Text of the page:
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Old May 22nd, 2001, 09:41   #1
Drivbiwire
Zehntes Jahr der Veteran
 
Join Date: Oct 1998
Location: Boise, Idaho
Fuel Economy: Who cares, it's a diesel!
Default Pedal repair, Procedure and Pictures

I got a phone call yesterday from the chip master himself GarrettP "my car is broke". He gave me directions on how to get to him as it turned out he was only about 15 miles from my house (lucky him [img]images/icons/grin.gif[/img]).

Anyway I asked him what happened and all he knew was that using his Vag-Com (Ross-Tech cable) to read the fault codes he was reading a code 18048. He had called the dealer and they had no clue what it was. The symtoms were when you start the car and it idles normally then when you press the pedal nothing I mean absolutely nothing happens, except after a few seconds the engine revs up to around 1100 rpm and stays there. I told him its the G79 sensor (Gas pedal) and that the ECU deteceted a fault and is overriding the pedal to prevent a runaway vehicle. The engine will flash the famous engine light and go into high idle mode. What this does is allow you to get home (limp mode if you will).

The car can be driven without any problems the catch is you won't be going very fast. The engine when the clutch is released will spin on up to around 1300 rpm to allow you to shift into a higher gear and then settle down to 1100 rpm and stay there. Its pretty neat to see but in 5th gear this only gets you upto a blurring 35mph [img]images/icons/wink.gif[/img]. Since 35mph was not gonna cut it on I-94 at rush hour with road construction in the Chicago area we pulled over and I hooked up my tow rope and pulled him along at 70 so that we did not get run over by the Semi's.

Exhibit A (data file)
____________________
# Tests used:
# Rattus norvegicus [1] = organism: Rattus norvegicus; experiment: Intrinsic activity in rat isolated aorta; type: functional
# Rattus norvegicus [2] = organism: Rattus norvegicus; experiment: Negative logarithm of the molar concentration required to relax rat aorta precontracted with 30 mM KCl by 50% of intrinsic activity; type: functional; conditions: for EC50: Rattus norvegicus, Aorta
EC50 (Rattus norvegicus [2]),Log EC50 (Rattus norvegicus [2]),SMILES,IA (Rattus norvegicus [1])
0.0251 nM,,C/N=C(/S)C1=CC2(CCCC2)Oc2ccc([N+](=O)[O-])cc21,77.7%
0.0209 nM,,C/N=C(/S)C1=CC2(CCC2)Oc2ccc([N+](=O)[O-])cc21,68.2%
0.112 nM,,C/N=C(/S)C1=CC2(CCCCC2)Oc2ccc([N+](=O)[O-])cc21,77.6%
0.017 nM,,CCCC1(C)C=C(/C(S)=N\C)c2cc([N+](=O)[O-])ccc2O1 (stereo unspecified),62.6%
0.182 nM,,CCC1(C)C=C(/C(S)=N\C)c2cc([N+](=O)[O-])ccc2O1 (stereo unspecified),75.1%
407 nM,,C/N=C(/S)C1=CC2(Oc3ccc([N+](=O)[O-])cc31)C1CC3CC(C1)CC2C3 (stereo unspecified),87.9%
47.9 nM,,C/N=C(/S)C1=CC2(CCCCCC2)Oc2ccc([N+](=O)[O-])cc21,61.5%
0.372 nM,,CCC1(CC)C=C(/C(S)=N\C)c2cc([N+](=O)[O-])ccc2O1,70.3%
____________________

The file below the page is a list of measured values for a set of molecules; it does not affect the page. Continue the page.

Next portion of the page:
We got back to my house and he helped me unload the trailer from the GTG and Hondos (Thanks again G, my back thanks you also). He started the car up and pulled it into the garage and we looked it over to make sure that there was nothing else that could be causing this. Because the Engine had control of RPMs this assured us that nothing in the Injection pump was broken, we had to make sure that because he was running a Beetle ECU in the car and a tuning box that everything was connected corrrectly... [img]images/icons/rolleyes.gif[/img]

As it turned out all indications lead back to the pedal sensor. The part number on a 2000 Jedi TDI (Jetta, Golf and Beetle for the rest of us) is IJI 721 503H

Picture of the part number: http://tdipics.mmcorp.net/members/drivbiwire/GarrettP's%20Throttle/2001_0521_172253AA .JPG

Garrett called up his parts guy and orderd a new one. The price was $107.00. Of course they did not have it in stock and it would have to get overnited the following day because they could not ship this late in the day so at best we wer looking at 3 days of downtime. SO, we took it apart to see if we can fix it!

The code 18048 is a 1+2 out of range/scale code. What that means is this. The TDI uses two position sensors both are looked at by the ECU and compared to make sure the ECU does what the driver is requesting. If one or both disagree you get this high idle conditon and the ECU takes away throttle control to prevent the car from running away from you.

The sensor is perhaps the simplest gadget I have yet seen in a TDI and uses four carbon tracks and four wire brushes for contacts. Each sensor uses two tracks in series to reduce the length of the sensor card yet retain the total strip length for precise throttle control.

Picture of the Throttle card: http://tdipics.mmcorp.net/members/drivbiwire/GarrettP's%20Throttle/2001_0521_171848AA .JPG

Picture of the brush contacts: http://tdipics.mmcorp.net/members/drivbiwire/GarrettP's%20Throttle/2001_0521_172411AA .JPG